Latin American Cities: Modern Grids From 1850s

Latin American Cities: Modern Grids From 1850s

Carles Crosas (Barcelona Urbanism Laboratory, Spain)
Copyright: © 2018 |Pages: 13
DOI: 10.4018/978-1-5225-3613-0.ch003

Abstract

During the nineteenth century, capital cities in Latin America established a new generation of “green” grids, inherited from the tradition of Hispanic colonization that introduced new elements of modernity: technique, transport, and ecology. From hundreds of cases, it is worth paying attention to those that are most outstanding for embodying a number of characteristics: certain isolated condition, perfect geometrical layout, tram connection, “hygienist” inspiration, innovative engineering, new urban imaginary, etc. The brief presentation of some cases in Buenos Aires, México DF, Montevideo, and Sao Paolo leads the authors to assess the outstanding case of El Vedado in La Habana (1859) within its contemporary panorama. This is a canonical grid district settled in a vast and privileged area near the Caribbean Sea, with its quiet tree-lined streets and notable for its exquisite buildings. After 150 years, reviewing the transformation of this unique grid allows one to gain insight regarding the flexibility of urban grids, appreciate the splendour of its past, and explore the potential for its future.
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Introduction

From the mid-nineteenth century, Latin American cities experienced urban episodes of note regarding the modernization of their urban layout. Holding certain similitudes with the extensions of the Mediterranean cities (the Borghi of Bari and the colossal Ensanche of Barcelona) several American capital cities with Hispanic roots extended with new grid projects over wide territories. Some of them, located in major cities in South and Central America – such as Buenos Aires, México DF, Montevideo and Sao Paolo – are examples of minor dimension and relevance at the international level, but interesting enough to be briefly touched upon in relation to the truly outstanding example: El Vedado, the great extension of La Habana.

This research fits within the framework of the urban studies on urban grids carried out over a period of many years at Barcelona Urbanism Laboratory (LUB), led by Professor Manuel de Solà-Morales (1939-2012) who also inspired this work. Beginning in the 1970s, the LUB elaborated an innovative approach to this topic, when Engineer, Ildefons Cerdà and his Ensanche for Barcelona were rediscovered. In addition to new specific contributions to this central case, LUB researchers also expanded upon its scope through the comparative method: first, paying attention to the contemporary Ensanches of the major Spanish cities: Madrid, Bilbao, San Sebastian; then, configuring a general perspective with other international grids from different periods ranging from Petra to Philadelphia, to Montpazier to Santiago de Chile1.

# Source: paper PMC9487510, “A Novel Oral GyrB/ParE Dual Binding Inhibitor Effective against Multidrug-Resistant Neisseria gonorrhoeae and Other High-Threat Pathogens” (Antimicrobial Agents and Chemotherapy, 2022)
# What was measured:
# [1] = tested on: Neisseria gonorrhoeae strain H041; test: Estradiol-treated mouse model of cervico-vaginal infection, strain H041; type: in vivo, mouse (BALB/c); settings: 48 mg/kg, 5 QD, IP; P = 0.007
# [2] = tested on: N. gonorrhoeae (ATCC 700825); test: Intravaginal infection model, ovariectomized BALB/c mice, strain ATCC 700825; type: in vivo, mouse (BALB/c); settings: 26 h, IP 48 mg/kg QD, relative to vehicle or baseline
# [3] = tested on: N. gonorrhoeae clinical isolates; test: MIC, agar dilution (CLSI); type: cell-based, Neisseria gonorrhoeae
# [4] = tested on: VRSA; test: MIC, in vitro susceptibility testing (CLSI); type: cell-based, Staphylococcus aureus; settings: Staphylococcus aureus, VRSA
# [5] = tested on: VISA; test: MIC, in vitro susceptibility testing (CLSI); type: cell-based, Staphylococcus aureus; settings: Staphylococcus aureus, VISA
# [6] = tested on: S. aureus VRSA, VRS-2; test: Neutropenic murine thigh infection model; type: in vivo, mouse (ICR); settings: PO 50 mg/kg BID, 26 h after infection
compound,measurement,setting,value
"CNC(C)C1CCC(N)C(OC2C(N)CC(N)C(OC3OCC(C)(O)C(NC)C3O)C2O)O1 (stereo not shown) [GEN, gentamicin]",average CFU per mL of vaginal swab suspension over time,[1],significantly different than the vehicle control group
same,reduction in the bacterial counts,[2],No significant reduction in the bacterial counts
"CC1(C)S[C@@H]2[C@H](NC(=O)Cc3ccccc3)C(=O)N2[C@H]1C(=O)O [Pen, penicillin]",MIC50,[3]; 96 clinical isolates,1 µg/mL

It is well known that the new cities founded by the Spanish in America were developed following the so-called Leyes de Indias (Laws of Indies) of Carlos I (1523) and Felipe II (1573)2 and that they were a powerful expression of the Spanish cultural influence in the New World. The Plan of Mendoza (1561) is one of the first examples of this practice, which defines the city as a basic separation between streets and blocks (‘cuadras’ in Spanish due to its square form), which were ‘quartered’ (divided into four plots). This basic scheme was also polarized with the settlement of a hierarchical and symbolic centre: the plaza de armas and the church. However, there wasn’t any definition of the limits of the city (as opposed to the medieval walls), and it was precisely the factor of the open status of the grid that would facilitate extensive city growth, as can be seen in the Plans of Buenos Aires of 1583 and the late 18th Century.

The canonical expansion of the grids underwent substantial changes during the 19th Century within the framework of the vast progress of urbanism. From the middle of the century, the technical and socio-economic improvement would lead both Mediterranean and Ibero-American cities to draw up respective expansion plans. The emergence of the bourgeoisie, the advent of the railroad and the influence of hygienist and engineering advances were the main components that drove major changes to the shape of the city. It was in essence, a major project of economic growth, which used the instruments of nascent urban science for the purpose of progress. Paolo Sica pointed out the relationship between the land market and real estate profitability with the technological innovation of the railway in his major work ‘History of Urbanism’ (Sica, 1981, pp. 41-47).

In North America, the process of forming new cities followed the same guidelines, with hundreds of grids magnificently represented in aerial perspectives collated by William Reps (1998). These views explain the open character of the layout, their relationship between the new settlements and the railway, the desire to be in contact with nature and the proliferation of villas - detached houses - as a new housing type, among others. At the end of the 19th Century, the sum of these aspects would crystallise into the American suburb as described by Robert Fishman in ‘Bourgeois Utopias’.

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